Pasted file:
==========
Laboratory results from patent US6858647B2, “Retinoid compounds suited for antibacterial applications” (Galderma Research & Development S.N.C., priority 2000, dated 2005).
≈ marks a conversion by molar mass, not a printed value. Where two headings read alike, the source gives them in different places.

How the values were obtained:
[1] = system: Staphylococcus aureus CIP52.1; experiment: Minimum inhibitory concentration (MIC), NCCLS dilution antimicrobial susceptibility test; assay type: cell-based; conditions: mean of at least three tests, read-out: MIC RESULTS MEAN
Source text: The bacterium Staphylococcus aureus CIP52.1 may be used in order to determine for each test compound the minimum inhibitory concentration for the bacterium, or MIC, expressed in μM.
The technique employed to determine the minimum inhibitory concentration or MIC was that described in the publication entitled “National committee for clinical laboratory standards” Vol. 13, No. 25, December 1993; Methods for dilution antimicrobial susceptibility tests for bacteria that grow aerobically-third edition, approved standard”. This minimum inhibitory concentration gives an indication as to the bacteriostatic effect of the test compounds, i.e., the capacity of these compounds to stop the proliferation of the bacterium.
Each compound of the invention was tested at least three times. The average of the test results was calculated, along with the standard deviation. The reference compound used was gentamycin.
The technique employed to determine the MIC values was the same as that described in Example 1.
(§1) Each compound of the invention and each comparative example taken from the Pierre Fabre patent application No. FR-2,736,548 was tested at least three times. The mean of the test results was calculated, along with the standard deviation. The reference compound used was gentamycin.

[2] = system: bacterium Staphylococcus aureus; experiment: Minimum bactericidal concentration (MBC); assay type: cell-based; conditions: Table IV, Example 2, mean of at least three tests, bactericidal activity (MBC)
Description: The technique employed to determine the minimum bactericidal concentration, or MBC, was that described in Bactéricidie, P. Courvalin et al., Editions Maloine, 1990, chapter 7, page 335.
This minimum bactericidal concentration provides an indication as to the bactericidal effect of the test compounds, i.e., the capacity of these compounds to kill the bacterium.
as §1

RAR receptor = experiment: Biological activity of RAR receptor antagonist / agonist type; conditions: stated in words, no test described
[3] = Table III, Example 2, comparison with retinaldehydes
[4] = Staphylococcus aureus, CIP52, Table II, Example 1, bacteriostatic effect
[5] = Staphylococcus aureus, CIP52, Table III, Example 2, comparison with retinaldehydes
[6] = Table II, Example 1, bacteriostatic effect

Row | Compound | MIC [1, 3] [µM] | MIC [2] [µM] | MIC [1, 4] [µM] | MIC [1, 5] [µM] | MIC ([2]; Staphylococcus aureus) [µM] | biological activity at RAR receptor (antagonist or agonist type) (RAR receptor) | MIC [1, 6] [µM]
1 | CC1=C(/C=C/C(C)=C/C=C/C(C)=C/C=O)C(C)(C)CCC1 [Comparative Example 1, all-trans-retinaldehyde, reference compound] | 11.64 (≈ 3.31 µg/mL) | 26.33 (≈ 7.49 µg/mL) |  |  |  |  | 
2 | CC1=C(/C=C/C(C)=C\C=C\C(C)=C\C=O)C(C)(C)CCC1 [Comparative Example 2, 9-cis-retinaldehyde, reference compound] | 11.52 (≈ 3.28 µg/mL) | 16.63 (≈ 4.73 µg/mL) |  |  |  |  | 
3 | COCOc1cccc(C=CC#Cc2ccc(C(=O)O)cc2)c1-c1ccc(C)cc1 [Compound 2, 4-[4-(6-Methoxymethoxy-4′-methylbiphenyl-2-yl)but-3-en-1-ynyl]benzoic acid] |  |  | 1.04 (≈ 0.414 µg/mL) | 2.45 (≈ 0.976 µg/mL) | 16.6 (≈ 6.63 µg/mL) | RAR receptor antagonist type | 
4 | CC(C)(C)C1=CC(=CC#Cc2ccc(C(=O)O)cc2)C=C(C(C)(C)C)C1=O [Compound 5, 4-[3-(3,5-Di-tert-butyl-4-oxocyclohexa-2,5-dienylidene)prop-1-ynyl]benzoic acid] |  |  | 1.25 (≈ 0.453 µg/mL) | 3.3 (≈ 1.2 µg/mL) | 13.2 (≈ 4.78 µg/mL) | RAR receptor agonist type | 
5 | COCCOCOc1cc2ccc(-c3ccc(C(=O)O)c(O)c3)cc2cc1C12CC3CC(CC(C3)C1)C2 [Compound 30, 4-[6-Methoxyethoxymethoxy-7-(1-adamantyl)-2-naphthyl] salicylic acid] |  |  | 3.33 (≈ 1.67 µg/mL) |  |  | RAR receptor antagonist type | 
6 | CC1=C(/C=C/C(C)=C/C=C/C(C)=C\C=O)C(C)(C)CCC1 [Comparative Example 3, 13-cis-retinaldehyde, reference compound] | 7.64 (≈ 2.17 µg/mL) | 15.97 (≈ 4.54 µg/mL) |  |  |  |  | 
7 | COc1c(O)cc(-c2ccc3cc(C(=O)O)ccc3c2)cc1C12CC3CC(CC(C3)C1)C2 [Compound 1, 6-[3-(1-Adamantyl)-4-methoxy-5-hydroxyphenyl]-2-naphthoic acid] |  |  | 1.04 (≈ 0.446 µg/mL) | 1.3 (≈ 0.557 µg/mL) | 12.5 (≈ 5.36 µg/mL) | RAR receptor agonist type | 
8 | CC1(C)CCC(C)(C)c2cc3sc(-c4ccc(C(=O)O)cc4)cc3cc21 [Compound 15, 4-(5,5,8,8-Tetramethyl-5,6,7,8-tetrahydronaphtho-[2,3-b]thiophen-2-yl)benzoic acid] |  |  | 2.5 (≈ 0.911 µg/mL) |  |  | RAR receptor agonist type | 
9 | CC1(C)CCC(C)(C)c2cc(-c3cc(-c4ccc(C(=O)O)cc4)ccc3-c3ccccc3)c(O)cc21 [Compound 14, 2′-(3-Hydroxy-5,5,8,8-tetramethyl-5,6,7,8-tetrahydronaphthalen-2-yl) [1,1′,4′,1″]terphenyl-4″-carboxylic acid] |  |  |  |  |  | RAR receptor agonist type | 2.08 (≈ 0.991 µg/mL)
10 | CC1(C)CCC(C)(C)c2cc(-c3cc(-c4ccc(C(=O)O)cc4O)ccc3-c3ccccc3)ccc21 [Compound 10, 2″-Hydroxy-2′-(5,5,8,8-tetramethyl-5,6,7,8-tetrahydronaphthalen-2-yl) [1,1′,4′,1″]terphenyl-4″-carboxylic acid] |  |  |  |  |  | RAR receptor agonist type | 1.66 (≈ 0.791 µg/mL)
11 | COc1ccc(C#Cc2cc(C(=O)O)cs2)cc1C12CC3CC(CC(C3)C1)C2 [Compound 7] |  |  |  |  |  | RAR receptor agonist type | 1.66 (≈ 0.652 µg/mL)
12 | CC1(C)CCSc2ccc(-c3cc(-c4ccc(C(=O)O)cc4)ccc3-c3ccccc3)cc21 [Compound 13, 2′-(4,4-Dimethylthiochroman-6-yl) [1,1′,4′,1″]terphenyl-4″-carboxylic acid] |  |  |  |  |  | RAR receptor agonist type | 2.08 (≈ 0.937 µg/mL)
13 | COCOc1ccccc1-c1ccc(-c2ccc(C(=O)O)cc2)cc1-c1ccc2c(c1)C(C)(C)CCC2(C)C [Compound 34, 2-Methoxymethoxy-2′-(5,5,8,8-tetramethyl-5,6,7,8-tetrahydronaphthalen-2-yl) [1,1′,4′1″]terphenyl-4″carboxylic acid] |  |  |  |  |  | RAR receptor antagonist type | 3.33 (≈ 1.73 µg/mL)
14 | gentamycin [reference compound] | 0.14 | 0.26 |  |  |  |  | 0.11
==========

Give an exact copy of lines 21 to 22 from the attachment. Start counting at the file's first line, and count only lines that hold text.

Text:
2 | CC1=C(/C=C/C(C)=C\C=C\C(C)=C\C=O)C(C)(C)CCC1 [Comparative Example 2, 9-cis-retinaldehyde, reference compound] | 11.52 (≈ 3.28 µg/mL) | 16.63 (≈ 4.73 µg/mL) |  |  |  |  | 
3 | COCOc1cccc(C=CC#Cc2ccc(C(=O)O)cc2)c1-c1ccc(C)cc1 [Compound 2, 4-[4-(6-Methoxymethoxy-4′-methylbiphenyl-2-yl)but-3-en-1-ynyl]benzoic acid] |  |  | 1.04 (≈ 0.414 µg/mL) | 2.45 (≈ 0.976 µg/mL) | 16.6 (≈ 6.63 µg/mL) | RAR receptor antagonist type | 